My PhD was in computational modeling 3D printing process using Abaqus finite element analysis. It took me 5.5 years to get the PhD and I published 4 first author papers from it. The issue is, I had put forward my desire to do experimental work during my PhD. But that did not materialize. Looking back, I do regret not choosing an experential topic. The true fact is I was not getting any good PhD positions. I liked this topic and started it. I do have an experimental background in my masters and undergrad research. But that's like 6 years ago.

After 3 years of starting, I had realized that I might get into issues securing job after PhD. But I did not want to leave my PhD halfway. Now, I am trying to get a experimental+simulations postdoc position but I am unable to get one (thanks to both my CV and covid). I know that I have screwed up chances for an experimental+simulations position.

But, do you have any suggestions on how I can approach a professor for a postdoc position with such a proposition in mind?

Another negative point on my resume. I am 31 years old.

  • 1
    What field? ....
    – user151413
    Jan 24, 2021 at 0:34
  • @user151413 field is computational materials science
    – rcive
    Jan 24, 2021 at 11:24
  • Can you clarify what experimental work in computational material science would be? To me, this sounds like, well, computation.
    – user151413
    Jan 24, 2021 at 12:06
  • @user151413 well my current field is computational materials science. But experimental work like characterization with electron microscopy, mechanical testing would help to validate the simulation results. Academic and industrial positions for computational work is limited and I am trying to get an experimental position to expand my skillset.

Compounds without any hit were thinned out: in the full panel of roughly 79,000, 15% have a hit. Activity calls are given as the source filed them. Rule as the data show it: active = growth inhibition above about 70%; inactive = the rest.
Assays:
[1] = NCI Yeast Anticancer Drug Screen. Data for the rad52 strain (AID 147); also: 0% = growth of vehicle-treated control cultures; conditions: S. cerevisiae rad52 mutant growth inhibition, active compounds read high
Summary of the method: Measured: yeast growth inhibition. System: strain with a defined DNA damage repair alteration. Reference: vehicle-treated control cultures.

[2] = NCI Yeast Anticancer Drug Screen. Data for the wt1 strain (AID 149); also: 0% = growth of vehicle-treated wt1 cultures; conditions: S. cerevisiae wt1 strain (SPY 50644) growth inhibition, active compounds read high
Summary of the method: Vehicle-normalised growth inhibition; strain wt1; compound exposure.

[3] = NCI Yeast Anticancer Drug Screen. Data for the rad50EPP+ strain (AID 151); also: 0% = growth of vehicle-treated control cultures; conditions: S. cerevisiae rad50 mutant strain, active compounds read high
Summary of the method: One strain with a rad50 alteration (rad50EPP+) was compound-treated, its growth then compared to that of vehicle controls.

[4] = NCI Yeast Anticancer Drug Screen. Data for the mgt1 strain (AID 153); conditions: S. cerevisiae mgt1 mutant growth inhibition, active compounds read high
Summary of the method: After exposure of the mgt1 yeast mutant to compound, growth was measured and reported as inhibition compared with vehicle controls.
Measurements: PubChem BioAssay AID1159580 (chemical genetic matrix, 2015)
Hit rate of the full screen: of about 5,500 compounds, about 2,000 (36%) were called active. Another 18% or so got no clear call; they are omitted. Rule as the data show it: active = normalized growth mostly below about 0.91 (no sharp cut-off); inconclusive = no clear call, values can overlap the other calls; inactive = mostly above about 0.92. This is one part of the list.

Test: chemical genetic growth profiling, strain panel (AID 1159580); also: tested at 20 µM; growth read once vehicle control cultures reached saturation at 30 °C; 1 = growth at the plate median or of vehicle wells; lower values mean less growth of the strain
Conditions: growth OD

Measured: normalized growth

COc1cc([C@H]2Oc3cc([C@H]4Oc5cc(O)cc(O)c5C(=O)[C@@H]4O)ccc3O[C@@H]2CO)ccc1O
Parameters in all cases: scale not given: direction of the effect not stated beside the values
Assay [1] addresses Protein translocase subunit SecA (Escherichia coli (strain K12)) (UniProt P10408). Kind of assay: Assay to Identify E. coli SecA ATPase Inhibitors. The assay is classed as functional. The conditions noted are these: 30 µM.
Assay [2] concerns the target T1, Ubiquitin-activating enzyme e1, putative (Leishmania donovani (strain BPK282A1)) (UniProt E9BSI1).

– rcive
    Jan 24, 2021 at 13:26
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    If you had or have close contact to experimentalists, those are the natural people to approach if you want to work in the lab. You can also offer to start with a short half-year "internship" (even if formally on a postdoc contract), so they don't have to give you a 2-year contract just to realize after three months that in the end it turns out you are not suited for labwork.
    – user151413
    Jan 24, 2021 at 14:43

1 Answer 1


Your age isn't material. You have skills. Tell a potential advisor that you are looking to expand your skill set into experimental work. Perhaps your computational work can complement the experimental, looking at problems from two aspects.

Even if you are still doing mostly computational stuff in a new post-doc you will get connected with the experimentalist's outlook and start to absorb those skills. Joint papers would be a good way to get recognized.

But just ask for what you want and say why. It is perfectly reasonable. A post-doc should be a learning experience, not just a repetition of you doctoral studies.

  • 1
    related: academia.stackexchange.com/questions/153694/…
    – Ben Bolker
    Jan 23, 2021 at 20:28
  • @Buffy Well, my PhD work was extensively in collaboration with experimentalists. I have good understanding of the experiments and how to design better experiments for validation of the computational results. But that's not enough to secure a position with computational+experimental requirements. They require hands-on experience. That's what I want to acquire in my postdoc.
    – rcive
    Jan 24, 2021 at 11:27

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